© Nova Fisher novatravels.net
China and Mongolia Land of Dynasties


Our   flight   from   Beijing   arrived   midday   and   we   checked   in   to   The   Blue   Sky   hotel.   We   spent   over   30   minutes   in   a   queue   in   the   bank   to change   some   money.   (visitors   are   not   allowed   to   bring   in   or   take   out   Mongolian   togrog   currency   from   Mongolia).   We   wandered   around Sukhbaatar   Square,   named   after   the   revolutionary   hero   of   1921,   Damdiny   Sukhbaatar   who   declared   independence   from   China,   and Genghis   Khan   Square.   Along   one   end   of   the   square   is   the   Parliament   building.   We   visited   the   Choijin   Lama   Temple   Museum.   We returned   to   Ulaanbaatar   for   another   day   between   our   trips   to   the   Gobi   Desert   and   Lake   Khovsgol   and   visited   the   Winter   Palace,   Zaisan Memorial, Gandan Monastery and the National Museum. Ulaanbaatar,   meaning   “Red   Hero”,   was   so   named   in   1924,   following   the   creation   of   the   Mongolian   People’s   Republic.   The   city   was founded   in   1639   as   a   moveable   Buddhist   monastic   centre   but   in   1778   it   settled   permanently   at   its   present   location   on   the   Tuul   River   in the   north-eastern   central   Mongolia.   The   Buddhist   temples   now   co-exist   with   the   increasing   number   of   skyscraper   towers.   The   city   is   at an   elevation   of   about   1,310   metres   (4,300   ft)   and   is   home   to   almost   half   of   the   country's   2.7m   population.   We   saw   an   immense   amount of high rise construction work taking place.

Choijin Lama Temple Museum

Choijin    Lama    Temple    Museum    is    a    very    interesting,    old,    authentic    Buddhist temple   in   the   city   centre,   sadly   surrounded   by   high   rise   office   blocks   and   a   hotel. With   so   many   artefacts,   the   five   temples   are   more   like   a   museum.   It   houses many   of   the   relics   from   Luvsan   Haidav   Choijin   Lama   (‘Choijin’   is   an   honorary   title given   to   some   monks),   the   state   oracle   and   brother   of   the   Bogd   Khan.   There   is   a small   entry   charge   and,   as   with   many   sites,   you   have   to   pay   to   take   photos   (a very high charge). I fully recommend a visit.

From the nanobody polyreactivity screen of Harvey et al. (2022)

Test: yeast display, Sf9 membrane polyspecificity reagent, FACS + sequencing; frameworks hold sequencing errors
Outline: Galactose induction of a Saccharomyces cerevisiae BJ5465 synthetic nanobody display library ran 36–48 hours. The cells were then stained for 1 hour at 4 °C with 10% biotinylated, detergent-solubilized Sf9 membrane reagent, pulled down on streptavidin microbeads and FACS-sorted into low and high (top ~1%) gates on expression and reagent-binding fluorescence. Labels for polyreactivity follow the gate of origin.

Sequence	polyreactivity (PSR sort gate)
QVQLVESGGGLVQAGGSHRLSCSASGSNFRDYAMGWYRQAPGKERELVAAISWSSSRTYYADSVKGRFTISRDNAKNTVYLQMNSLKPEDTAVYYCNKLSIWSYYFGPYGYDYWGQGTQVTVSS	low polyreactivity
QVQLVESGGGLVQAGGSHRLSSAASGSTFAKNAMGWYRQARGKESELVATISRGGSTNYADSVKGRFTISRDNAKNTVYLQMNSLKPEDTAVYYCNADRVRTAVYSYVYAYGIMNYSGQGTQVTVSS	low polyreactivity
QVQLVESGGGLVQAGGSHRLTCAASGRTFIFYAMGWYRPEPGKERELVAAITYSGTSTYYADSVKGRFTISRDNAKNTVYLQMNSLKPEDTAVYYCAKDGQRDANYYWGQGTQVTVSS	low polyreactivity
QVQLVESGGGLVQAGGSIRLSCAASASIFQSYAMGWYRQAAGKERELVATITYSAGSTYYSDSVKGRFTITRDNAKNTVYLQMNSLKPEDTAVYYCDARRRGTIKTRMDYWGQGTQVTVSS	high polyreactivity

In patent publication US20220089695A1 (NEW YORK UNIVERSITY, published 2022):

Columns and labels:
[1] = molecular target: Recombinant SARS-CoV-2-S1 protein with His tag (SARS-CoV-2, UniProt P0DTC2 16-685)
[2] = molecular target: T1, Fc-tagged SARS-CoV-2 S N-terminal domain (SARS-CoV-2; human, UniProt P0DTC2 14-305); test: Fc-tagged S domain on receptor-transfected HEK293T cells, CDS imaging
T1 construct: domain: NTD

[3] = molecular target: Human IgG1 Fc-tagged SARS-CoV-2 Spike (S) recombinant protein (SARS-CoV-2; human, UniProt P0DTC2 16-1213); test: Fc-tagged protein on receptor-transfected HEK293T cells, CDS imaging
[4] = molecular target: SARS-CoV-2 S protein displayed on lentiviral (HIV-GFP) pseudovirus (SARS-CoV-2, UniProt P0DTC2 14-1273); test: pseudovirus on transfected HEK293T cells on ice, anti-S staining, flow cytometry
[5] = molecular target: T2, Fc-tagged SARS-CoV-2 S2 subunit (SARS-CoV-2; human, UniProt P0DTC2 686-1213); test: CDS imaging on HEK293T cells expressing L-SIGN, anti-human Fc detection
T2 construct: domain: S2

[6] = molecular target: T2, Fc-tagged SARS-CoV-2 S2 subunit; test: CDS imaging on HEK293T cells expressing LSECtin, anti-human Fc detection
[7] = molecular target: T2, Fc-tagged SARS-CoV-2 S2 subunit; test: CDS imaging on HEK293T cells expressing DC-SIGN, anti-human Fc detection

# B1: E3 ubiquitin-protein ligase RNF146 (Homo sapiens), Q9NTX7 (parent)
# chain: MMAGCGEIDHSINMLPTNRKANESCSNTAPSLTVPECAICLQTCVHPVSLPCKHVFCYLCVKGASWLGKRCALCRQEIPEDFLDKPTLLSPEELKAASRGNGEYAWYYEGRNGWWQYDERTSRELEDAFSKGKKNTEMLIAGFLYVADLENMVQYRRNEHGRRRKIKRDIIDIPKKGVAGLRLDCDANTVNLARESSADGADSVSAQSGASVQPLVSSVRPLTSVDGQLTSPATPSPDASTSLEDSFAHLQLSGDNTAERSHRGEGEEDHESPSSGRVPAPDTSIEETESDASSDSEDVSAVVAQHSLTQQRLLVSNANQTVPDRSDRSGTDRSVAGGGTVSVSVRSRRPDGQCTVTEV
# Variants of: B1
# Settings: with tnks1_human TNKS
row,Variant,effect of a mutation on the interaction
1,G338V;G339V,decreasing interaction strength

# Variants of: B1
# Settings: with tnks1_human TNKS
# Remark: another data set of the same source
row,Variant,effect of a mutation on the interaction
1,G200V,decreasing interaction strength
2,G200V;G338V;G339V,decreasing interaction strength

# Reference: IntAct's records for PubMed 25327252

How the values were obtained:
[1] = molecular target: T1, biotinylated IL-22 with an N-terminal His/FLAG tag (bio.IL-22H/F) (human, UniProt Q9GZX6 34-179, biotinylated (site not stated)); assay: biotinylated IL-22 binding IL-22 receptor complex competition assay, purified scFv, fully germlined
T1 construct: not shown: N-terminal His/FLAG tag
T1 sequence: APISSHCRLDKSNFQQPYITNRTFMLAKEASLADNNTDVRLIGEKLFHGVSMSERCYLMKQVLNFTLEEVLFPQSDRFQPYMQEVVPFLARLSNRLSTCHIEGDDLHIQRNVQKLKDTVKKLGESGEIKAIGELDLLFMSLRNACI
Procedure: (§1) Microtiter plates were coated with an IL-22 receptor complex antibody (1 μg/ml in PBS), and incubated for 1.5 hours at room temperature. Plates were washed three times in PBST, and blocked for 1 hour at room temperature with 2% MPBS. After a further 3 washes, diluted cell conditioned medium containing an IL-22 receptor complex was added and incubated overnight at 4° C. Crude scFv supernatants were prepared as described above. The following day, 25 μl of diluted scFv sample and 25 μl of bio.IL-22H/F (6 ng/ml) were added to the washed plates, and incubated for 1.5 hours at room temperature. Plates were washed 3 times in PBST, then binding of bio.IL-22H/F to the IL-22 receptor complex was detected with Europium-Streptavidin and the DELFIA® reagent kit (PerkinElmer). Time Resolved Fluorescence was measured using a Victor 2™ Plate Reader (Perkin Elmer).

The Winter Palace of the Bogd Khan

The   Winter   Palace   of   the   Bogd   Khan   was   built   between   1893   and   1903.   The palace   is   the   only   one   left   from   originally   four   residences   of   the   8th   Jebtsun - damba   Khutughtu,   the   Bogd   Khan.   The   palace   was   spared   destruction   by   the Russians and turned into a museum. On   display   are   many   of   the   Bogd   Khan's   possessions,   such   as   his   throne,   bed,   his collection   of   art   and   stuffed   animals,   his   ornate   ceremonial   ger   lined   with   the skins   of   150   snow   leopards,   and   a   pair   of   ceremonial   boots   given   to   the   Khan   by Russian Tsar Nicholas II.

Zaisan memorial 

The   Zaisan   Memorial,   a   tall,   thin   landmark   on   a   hillside,   it   offers   the   best   views of    Ulaanbaatar    and    the    surrounding    hills    and    the    Tuul    River.    Built    by    the Russians   to   commemorate   ‘unknown   soldiers   and   heroes’   from   various   wars, the   memorial   features   a   circular   memorial   mosaic   /   painting   depicting   scenes   of friendship   between   the   people   of   the   USSR   and   Mongolia.   The   enormous   tank at   the   bottom   of   the   hill   was   part   of   the   Mongolia   People's   Tank   Brigade   that saw action against the Nazis during WWII. Classic soviet style artwork. There   are   about   200   steps   to   get   to   the   top   so   it’s   not   for   everyone,   but   the climb is worth it to see the incredible mosaics at the top.

Gandan Monastery

Gandan   Monastery   is   much   like   a   monastery   village   as   a   few   roads   run   throughout it.   It   has   some   beautiful   chapels   and   courtyards.   We   went   into   the   temples,   some of   which   we   saw   the   monks   during   their   chant ceremonies.    In    the    Tibetan    style    temple,    Mijig Janraisig,   we   saw   its   huge   75   foot   golden   buddha statue,    which    is    surrounded    by    brass    prayer wheels and 1008 miniature longevity deities. Gandantegchinlen   Khiid   is   a   Tibetan-style   monastery   is   the   largest   and   most   revered   functioning monastery   in   Mongolia.   It   was   constructed   by   the   order   of   Emperor   Yongzheng   in   1727.   It   was   one   of the   few   monasteries   to   escape   the   soviet   purges   of   the   1930's,   being   spared   as   an   example   of Mongolia's   feudal   past.      Since   the   fall   of   communism   in   1990   it   has   been   renovated   and   restored   into a working monastery and currently has over 150 monks in residence.

National History Museum 

The   National   History   Museum      gives   a   great   insight   into   Mongolian   history   Laid out   on   2   floors,   it   has   some   really   interesting   exhibits.   It   goes   from   the   Stone Age   to   the   present   with   many   artefacts   giving   a   great   insight   into   the   Mongo - lian   culture   and   influences   of   other   cultures.   The   costume   section   is   really impressive.   I   found   the   first   floor   too   hot   and   uncomfortable   so,   unfortunately, had   to   rush   the   end   of   my   tour.   You   can   take   photos   on   the   ground   floor   but not on the first floor. A must visit place in Ulaanbaatar.